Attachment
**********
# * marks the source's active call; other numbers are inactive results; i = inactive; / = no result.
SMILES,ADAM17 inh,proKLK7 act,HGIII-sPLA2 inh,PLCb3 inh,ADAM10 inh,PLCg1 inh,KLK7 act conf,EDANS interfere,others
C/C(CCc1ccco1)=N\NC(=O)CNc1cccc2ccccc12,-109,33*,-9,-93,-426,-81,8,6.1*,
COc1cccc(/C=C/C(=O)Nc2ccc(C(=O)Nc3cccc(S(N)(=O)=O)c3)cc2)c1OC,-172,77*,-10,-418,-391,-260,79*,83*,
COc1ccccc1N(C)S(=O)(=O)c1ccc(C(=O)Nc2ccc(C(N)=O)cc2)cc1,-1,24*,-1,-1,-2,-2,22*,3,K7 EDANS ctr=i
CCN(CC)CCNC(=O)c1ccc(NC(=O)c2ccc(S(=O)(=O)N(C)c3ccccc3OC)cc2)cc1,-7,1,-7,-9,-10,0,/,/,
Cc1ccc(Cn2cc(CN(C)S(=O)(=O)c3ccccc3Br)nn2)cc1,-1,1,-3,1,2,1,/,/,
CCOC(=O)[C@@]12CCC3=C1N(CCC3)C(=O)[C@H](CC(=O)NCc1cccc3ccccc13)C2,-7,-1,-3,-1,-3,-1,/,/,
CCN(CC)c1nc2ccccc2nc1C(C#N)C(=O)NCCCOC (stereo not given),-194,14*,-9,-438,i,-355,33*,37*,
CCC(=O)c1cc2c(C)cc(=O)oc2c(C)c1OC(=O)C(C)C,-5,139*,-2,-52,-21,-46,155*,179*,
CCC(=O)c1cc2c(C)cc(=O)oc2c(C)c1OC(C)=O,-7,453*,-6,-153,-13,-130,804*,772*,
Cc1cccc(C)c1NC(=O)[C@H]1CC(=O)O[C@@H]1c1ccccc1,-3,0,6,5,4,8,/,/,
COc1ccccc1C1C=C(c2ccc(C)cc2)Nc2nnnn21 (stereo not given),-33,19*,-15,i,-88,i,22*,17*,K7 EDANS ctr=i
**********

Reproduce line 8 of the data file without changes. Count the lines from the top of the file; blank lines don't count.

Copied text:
CCOC(=O)[C@@]12CCC3=C1N(CCC3)C(=O)[C@H](CC(=O)NCc1cccc3ccccc13)C2,-7,-1,-3,-1,-3,-1,/,/,